Student Loan Creditors – filing bankruptcy can trigger higher default interest rates, which is particularly a problem for Chapter 13 debtors who are not paying off their student loans in full during the Chapter 13 Plan.  Since student loans are currently non-dischargeable (there has been a lot of buzz in Washington lately about possibly amending the bankruptcy code to allow certain types of student loans to be discharged under certain conditions), those post-petition rates continue to be incurred throughout the life of the bankruptcy plan.  Bruning v. United States, 376 U.S. 358 (U.S. 1964).

Taxes On-Time

Oftentimes, when an individual owes income taxes that they cannot afford to pay, they just decide not to file a tax return.  Ordinarily, I don’t give tax advice, because tax law is not my field of expertise.  Outside of bankruptcy, I don’t know if there is any advantage to not filing a return until you can afford to pay the debt.  However, an interesting case passed through my office the other day, and I’d like to share with you this brief cautionary tale.
The individual hadn’t filed taxes since 2006, because she knew she owed a lot of tax debt, but couldn’t afford to pay it.  She is now contemplating a Chapter 13 Bankruptcy to repay the tax debt she owes.  By law, she will need to file her taxes for – at minimum – 2007, 2008, 2009, and 2010 (and 2006 if she expects to deal with that debt).  The thing is, had she filed her taxes on-time, 2006 and 2007 would be treated as non-priority tax debt and potentially paid nothing in her Chapter 13 Plan.  Only her 2008, 2009, and 2010 taxes would have to be treated as priority and paid in full.  However, 11 USC 507(a)(8) – which defines income taxes as priority debts – will necessarily require that we treat 2006 and 2007 as priority as well, because taxes were late filed and not yet assessed.  Depending on how much tax she owes for those two years, that could easily bump up her plan payments hundreds of dollars per month.

How are debts classified?

As a practical matter, I classify debt differently depending on whether I am explaining the effect of Chapter 7 or Chapter 13 to my clients.
Chapter 7
Secured Debts – debts that are secured to property that you own. Examples include mortgages, auto loans, and sometimes loans for furniture, appliances, or jewelry. In Chapter 7, you have the option of keeping the property and reaffirming the debt. Alternatively, you can surrender the property and discharge the debt.
Non-Dischargeable Debts – debts that will not be discharged in bankruptcy. Examples include tax debts, other debts owed to a government unit (including fines, tickets, and criminal restitution), student loans, and domestic support (alimony, maintenance, or child support).
Unsecured Debts – these are debts that are generally presumed to be discharged, and retain no lien against your property. Examples include credit cards, medical bills, personal loans, payday loans, civil judgments, past-due utility bills, and deficiencies resulting from repossessions. An unsecured creditor could object to discharge by alleging and proving fraud, abuse, or bad faith.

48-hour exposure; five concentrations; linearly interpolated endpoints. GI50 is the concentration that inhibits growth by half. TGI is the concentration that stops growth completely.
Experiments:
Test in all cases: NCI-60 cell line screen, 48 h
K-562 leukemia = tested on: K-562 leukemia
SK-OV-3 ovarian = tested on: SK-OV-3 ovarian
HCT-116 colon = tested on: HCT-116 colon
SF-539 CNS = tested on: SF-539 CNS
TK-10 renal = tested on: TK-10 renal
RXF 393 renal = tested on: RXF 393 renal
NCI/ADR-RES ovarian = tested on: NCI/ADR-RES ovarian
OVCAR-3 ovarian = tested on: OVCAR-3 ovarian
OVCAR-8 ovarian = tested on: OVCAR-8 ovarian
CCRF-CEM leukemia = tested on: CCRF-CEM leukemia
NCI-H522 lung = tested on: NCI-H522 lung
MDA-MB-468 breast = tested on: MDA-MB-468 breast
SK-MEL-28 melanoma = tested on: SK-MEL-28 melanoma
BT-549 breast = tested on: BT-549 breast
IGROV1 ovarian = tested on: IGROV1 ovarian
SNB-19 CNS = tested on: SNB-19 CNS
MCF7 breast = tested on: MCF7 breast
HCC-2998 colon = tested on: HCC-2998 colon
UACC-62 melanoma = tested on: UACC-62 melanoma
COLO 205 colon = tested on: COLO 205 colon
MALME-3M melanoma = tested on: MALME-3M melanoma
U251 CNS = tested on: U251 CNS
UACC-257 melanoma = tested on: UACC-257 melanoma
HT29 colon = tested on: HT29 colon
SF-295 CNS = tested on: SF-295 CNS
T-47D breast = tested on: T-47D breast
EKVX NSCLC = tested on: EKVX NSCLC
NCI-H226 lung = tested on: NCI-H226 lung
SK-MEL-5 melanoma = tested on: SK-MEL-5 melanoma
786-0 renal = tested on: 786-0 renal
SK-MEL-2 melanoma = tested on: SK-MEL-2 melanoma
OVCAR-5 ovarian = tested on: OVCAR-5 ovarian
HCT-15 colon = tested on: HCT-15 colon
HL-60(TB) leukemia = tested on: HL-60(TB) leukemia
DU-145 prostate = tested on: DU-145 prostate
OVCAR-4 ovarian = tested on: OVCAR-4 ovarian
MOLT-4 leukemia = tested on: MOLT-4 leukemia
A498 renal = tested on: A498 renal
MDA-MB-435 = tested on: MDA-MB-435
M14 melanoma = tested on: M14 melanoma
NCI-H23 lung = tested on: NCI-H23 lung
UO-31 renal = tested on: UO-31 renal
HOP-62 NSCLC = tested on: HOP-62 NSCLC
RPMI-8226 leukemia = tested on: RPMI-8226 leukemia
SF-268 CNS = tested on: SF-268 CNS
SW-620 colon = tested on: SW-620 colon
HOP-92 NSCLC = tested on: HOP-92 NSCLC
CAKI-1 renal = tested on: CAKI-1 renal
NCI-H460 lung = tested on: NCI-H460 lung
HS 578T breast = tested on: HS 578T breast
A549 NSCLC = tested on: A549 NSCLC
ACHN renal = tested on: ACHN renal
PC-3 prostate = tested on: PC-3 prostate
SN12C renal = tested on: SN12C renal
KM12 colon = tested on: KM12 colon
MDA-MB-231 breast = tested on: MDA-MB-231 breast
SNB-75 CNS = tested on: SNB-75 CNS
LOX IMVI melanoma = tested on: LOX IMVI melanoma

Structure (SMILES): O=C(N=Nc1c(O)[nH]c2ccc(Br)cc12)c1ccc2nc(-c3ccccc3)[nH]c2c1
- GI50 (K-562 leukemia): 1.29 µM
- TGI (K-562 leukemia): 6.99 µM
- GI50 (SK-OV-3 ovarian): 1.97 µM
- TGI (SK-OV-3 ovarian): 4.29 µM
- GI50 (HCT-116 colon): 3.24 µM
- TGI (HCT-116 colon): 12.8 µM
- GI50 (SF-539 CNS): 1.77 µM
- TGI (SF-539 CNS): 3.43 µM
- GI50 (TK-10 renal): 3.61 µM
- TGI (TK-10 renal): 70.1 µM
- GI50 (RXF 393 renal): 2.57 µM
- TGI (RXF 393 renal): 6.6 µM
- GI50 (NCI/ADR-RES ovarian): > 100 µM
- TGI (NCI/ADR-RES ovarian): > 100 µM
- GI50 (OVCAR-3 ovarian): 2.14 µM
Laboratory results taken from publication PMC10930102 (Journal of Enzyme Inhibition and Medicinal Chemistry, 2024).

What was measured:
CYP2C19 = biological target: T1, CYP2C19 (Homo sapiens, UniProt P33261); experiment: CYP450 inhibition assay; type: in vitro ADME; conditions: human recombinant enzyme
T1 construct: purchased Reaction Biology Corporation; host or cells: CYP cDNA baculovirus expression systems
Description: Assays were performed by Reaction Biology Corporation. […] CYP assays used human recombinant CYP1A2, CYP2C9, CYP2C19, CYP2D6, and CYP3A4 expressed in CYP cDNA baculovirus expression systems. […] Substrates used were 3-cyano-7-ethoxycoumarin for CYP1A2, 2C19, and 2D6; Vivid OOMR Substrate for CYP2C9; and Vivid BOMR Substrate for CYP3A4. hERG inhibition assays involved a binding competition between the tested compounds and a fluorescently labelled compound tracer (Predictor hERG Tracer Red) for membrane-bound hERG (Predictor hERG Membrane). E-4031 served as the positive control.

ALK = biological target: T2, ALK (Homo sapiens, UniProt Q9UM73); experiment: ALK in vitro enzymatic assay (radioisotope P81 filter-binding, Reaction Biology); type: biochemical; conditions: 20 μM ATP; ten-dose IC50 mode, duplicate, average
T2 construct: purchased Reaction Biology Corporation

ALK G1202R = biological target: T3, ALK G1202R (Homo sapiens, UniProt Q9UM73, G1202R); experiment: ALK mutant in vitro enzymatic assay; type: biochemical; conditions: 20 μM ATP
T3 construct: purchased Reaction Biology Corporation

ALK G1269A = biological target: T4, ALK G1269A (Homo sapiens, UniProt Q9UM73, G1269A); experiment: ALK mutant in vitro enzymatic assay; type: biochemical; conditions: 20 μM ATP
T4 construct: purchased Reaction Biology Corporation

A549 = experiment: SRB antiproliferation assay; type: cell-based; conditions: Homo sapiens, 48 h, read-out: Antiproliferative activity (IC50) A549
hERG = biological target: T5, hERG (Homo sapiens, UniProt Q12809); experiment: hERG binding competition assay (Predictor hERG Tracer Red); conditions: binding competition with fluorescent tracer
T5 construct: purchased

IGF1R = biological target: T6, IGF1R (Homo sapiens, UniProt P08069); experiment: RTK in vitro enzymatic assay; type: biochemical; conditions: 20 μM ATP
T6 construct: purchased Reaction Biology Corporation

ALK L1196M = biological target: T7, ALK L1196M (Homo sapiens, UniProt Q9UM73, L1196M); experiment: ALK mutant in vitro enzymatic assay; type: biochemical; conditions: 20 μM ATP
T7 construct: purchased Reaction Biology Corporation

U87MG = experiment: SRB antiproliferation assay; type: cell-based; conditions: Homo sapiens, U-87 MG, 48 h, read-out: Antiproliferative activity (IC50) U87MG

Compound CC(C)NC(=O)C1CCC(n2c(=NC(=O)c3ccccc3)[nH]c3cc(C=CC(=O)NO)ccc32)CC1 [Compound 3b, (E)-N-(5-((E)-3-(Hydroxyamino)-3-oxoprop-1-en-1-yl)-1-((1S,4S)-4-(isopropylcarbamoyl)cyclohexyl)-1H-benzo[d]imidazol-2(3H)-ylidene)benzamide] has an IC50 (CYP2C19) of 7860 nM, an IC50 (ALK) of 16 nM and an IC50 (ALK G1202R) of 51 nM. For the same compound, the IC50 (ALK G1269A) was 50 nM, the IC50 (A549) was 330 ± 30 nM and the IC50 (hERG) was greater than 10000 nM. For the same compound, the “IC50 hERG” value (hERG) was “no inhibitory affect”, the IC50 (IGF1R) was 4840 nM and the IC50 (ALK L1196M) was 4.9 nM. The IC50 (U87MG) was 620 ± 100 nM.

Chapter 13
Secured Debts – these debts are as I described them above. In this district, debtors continue to make their regular mortgage payments as they come due, but any arrearage is paid within the Plan with no interest. Auto loans, whether in default or not, are paid in full within the plan with we call “Till Interest”. Till Interest varies from time to time and is calculated based on the current prime rate. If the auto is a lease (or if you rent your home), those lease payments are paid separately as they come due like mortgages, and any arrearage is also paid in the Plan with no interest. Other secured debts (furniture, appliance, or jewelry loans) are like auto loans – paid in full within the Plan at Till Interest. Depending on how old the debt is, your secured loan balances (except for mortgages) could be reduced down to the replacement value of the property securing the loan in a process we refer to as cramdown.
Priority Debts – these are a special class of non-dischargeable debts that must ordinarily be paid in full in the Plan, but with no interest. These debts chiefly consist of tax debts from the past four years and domestic support obligations.
Non-Priority Debts – a grab-bag of other non-dischargeable debts and unsecured debts. These debts will be paid at a percentage, ranging from 0% to 100%, depending primarily on your income and ability to pay. They also share in any “floor amount” (these are amounts that are not based on income, but represent a buy-out of what would be a problem in Chapter 7). At the end of your Chapter 13 Plan, the portion of your non-priority debts that are non-dischargeable (student loans, for example) will survive your bankruptcy. All other unsecured debts will be discharged.